Dental conditions are exceedingly common in pets—in fact, dental disease, also known as periodontal disease, is diagnosed in more than two-thirds of dogs and cats over age 3. Dental disease encompasses a variety of components, including varying degrees of tartar buildup, gingivitis, and possible loose or missing teeth. Other common dental problems include fractured teeth, resorptive lesions, and retained baby teeth. Despite the commonality of these conditions, many owners are stunned when a dental problem is diagnosed in their pet. Here are a few hidden truths that will help you better understand potential dental concerns in your furry friend. 

Most dental disease occurs below the gumline

If you lift up your pet’s lip, you likely will see a dark, hard material on the tooth’s surface, near the gumline. This is tartar, a calcified substance that accumulates over time due to an oral bacteria overgrowth. Unlike plaque, tartar, which has thick, hard layers, cannot be removed with toothbrushing alone and must be scaled off by a veterinary professional using a hand or ultrasonic scaler. Some pet dental-care facilities may perform cleanings without anesthesia, but we do not recommend this, because your pet must be completely immobilized to allow effective cleaning under the gumline, where tartar and disease like to hide. This is for our veterinary team’s and your pet’s safety, and to guarantee your pet receives the most thorough assessment and treatment possible. We take all the precautions necessary to ensure your pet is healthy enough to undergo anesthesia and to calm your concerns.

Frequent tooth brushing is necessary to curb plaque build-up

Plaque creates a slimy, bacterial film on the tooth surface called tartar, but regular, frequent tooth brushing can remove plaque and prevent tartar formation. In general, pets need their teeth brushed at least three times per week to effectively remove plaque, although daily brushing is recommended. While a monthly toothbrushing at the groomer doesn’t hurt, that certainly isn’t frequent enough to prevent tartar or dental disease.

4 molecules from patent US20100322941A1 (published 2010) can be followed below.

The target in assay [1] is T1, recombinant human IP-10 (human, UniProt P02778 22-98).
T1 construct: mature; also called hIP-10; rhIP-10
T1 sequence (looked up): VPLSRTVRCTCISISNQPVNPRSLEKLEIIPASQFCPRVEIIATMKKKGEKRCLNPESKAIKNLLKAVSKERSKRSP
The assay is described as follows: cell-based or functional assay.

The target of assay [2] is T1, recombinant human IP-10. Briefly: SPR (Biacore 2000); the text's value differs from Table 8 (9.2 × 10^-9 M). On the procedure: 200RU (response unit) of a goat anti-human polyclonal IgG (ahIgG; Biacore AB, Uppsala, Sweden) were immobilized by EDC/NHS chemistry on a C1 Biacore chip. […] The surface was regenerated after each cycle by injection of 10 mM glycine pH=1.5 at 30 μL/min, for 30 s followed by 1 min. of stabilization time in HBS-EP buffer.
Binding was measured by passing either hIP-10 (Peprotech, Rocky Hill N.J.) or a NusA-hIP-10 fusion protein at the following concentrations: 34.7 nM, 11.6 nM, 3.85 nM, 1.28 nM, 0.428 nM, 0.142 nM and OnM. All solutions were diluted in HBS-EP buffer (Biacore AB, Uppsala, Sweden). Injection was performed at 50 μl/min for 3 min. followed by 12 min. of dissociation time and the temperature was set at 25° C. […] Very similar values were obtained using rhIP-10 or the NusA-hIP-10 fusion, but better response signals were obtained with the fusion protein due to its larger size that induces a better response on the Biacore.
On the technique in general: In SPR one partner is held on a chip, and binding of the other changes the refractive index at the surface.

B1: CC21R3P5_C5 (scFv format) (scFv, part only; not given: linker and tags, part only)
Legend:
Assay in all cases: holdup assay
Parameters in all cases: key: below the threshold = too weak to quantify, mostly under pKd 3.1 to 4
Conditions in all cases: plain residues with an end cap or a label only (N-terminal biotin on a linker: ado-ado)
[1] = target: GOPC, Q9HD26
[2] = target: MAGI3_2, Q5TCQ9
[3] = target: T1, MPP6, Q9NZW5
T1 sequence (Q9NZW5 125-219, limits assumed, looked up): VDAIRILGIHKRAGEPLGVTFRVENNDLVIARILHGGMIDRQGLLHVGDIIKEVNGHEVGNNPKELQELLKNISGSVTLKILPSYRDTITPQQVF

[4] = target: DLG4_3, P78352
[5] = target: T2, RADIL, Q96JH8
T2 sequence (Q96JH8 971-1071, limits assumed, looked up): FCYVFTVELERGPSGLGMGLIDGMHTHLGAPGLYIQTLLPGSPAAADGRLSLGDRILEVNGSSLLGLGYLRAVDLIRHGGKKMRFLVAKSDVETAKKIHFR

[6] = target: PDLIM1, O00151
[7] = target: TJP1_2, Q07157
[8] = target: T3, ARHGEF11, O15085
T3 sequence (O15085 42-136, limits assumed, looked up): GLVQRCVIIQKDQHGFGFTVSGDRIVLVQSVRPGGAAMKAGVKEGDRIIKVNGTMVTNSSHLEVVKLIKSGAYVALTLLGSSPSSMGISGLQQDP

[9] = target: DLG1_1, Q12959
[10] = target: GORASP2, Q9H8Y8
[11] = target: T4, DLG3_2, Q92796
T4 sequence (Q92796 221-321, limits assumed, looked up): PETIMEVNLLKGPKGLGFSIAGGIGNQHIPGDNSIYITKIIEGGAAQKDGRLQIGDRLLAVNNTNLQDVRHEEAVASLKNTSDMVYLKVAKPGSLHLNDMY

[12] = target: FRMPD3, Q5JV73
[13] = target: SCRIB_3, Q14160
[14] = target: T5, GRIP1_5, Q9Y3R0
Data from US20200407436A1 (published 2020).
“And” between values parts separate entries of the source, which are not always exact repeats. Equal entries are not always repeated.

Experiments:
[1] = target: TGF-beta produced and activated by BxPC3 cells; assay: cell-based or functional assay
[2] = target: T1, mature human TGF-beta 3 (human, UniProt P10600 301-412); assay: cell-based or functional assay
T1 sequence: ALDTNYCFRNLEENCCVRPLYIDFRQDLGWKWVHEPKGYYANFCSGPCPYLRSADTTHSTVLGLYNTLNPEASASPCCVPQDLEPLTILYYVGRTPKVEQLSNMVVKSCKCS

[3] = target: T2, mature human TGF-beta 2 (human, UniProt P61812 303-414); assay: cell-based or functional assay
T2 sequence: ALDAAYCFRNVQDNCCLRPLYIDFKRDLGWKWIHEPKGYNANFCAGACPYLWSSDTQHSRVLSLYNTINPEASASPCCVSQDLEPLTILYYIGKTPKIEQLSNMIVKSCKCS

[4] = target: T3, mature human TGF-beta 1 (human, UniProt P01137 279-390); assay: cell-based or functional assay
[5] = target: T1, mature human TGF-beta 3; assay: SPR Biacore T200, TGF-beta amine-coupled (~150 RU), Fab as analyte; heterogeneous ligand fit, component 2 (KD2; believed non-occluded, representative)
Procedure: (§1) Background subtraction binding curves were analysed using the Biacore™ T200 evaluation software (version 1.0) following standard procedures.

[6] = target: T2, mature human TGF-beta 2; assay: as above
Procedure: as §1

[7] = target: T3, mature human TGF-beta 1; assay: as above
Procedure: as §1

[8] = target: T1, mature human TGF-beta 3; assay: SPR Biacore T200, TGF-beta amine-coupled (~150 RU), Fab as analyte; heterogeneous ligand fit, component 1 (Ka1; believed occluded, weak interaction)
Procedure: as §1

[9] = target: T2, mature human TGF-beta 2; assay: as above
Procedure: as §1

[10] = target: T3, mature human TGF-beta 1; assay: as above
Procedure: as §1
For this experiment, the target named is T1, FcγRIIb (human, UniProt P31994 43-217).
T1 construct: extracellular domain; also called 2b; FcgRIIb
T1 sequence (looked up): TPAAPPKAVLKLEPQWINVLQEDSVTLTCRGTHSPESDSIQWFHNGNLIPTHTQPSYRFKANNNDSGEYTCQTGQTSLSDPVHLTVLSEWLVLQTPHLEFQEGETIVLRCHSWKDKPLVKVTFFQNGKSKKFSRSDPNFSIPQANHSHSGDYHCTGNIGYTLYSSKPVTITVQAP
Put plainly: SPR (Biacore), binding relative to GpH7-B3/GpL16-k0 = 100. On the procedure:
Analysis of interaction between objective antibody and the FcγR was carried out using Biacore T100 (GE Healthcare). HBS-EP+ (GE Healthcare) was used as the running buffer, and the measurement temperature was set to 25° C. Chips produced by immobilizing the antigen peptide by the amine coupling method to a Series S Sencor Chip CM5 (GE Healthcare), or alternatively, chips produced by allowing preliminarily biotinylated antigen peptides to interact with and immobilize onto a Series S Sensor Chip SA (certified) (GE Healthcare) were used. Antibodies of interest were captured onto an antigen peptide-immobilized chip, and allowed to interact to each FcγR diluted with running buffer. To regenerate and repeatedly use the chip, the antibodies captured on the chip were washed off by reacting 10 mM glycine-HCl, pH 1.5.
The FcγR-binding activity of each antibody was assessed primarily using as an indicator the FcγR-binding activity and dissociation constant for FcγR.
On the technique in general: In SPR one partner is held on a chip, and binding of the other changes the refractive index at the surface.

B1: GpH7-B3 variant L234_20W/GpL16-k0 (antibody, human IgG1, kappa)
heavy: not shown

Preventing dental problems starts early

Dental disease, while common, is entirely preventable with the right care, which should start early. The younger your pet when you begin toothbrushing, the easier and quicker your pet will become accustomed to, and not struggle against, the process. Start by familiarizing your pet with the sensation of your hand or a toothbrush in her mouth. Slowly introduce her to the flavor and texture of a veterinary-approved toothpaste (no xylitol, please), and gradually work up to brushing, rewarding her after every step. With a little patience and persistence, you can make brushing your pet’s teeth an easy, daily routine. 

Chipped or worn teeth shouldn’t be neglected

A chip or wear in a tooth’s crown often appears harmless, but trouble could be lurking underneath the gumline. The pulp cavity is the innermost tooth layer that contains important nerves and blood vessels. If this area is exposed from a fracture or severe wear on the tooth’s surface, oral bacteria will infiltrate the pulp and cause infection, inflammation, pain, and decay. If left untreated, the tooth will die, but infection can continue to spread to the surrounding bone, or further. If your pet has chipped or worn teeth, our veterinary team may recommend a dental X-ray for further evaluation. 

Many pets will show no signs of dental problems

Dogs and cats are stoic creatures that, as a means of survival in the wild, attempt to hide their pain. Therefore, you may not realize your pet is in pain, as she continues to eat, drink, and go about her day normally. If a particular tooth or area is painful, many pets will chew their food on the other side of their mouth, or simply forego chewing. Your Stack veterinarian should be your first step in evaluating your pet’s oral pain, but you can monitor her for some signs, including:

  • Preference for softer food
  • Chewing on one side of the mouth
  • Dropping food while eating
  • Slower or reluctant to eat 
  • Inappetance
  • Pain when the mouth or muzzle are touched
  • Swelling near the muzzle or eye
  • Foul odor from mouth

Start your pet off on the right paw by beginning an oral-care regimen at home, and scheduling an appointment for a dental consultation. Your Stack veterinarian can help guide you on the most appropriate dental-care regimen and products for your individual pet.